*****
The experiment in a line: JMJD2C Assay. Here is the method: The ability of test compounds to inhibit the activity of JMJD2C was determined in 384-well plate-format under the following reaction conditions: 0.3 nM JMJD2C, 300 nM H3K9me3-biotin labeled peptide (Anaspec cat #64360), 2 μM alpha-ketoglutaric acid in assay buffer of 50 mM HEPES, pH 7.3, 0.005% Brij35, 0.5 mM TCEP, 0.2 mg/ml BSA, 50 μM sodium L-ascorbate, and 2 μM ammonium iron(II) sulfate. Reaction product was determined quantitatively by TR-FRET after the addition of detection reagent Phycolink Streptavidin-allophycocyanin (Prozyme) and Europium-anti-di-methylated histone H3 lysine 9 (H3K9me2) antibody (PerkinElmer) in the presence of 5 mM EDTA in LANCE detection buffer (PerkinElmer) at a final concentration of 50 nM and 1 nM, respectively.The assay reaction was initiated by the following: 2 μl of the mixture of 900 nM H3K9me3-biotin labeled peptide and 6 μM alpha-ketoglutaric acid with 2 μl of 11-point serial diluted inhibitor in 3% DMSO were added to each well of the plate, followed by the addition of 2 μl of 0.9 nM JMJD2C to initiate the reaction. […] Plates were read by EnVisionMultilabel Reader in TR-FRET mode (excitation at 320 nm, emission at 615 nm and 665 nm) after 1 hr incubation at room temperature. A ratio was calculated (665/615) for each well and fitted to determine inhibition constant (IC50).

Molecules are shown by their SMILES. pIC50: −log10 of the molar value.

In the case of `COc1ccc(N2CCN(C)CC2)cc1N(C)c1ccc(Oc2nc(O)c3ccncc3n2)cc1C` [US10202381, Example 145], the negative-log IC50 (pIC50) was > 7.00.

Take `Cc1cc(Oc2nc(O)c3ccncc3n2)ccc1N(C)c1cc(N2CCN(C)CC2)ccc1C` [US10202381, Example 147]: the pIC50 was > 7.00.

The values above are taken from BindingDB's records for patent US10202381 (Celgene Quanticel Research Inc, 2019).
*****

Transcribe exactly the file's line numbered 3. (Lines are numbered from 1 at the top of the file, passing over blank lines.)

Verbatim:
In the case of `COc1ccc(N2CCN(C)CC2)cc1N(C)c1ccc(Oc2nc(O)c3ccncc3n2)cc1C` [US10202381, Example 145], the negative-log IC50 (pIC50) was > 7.00.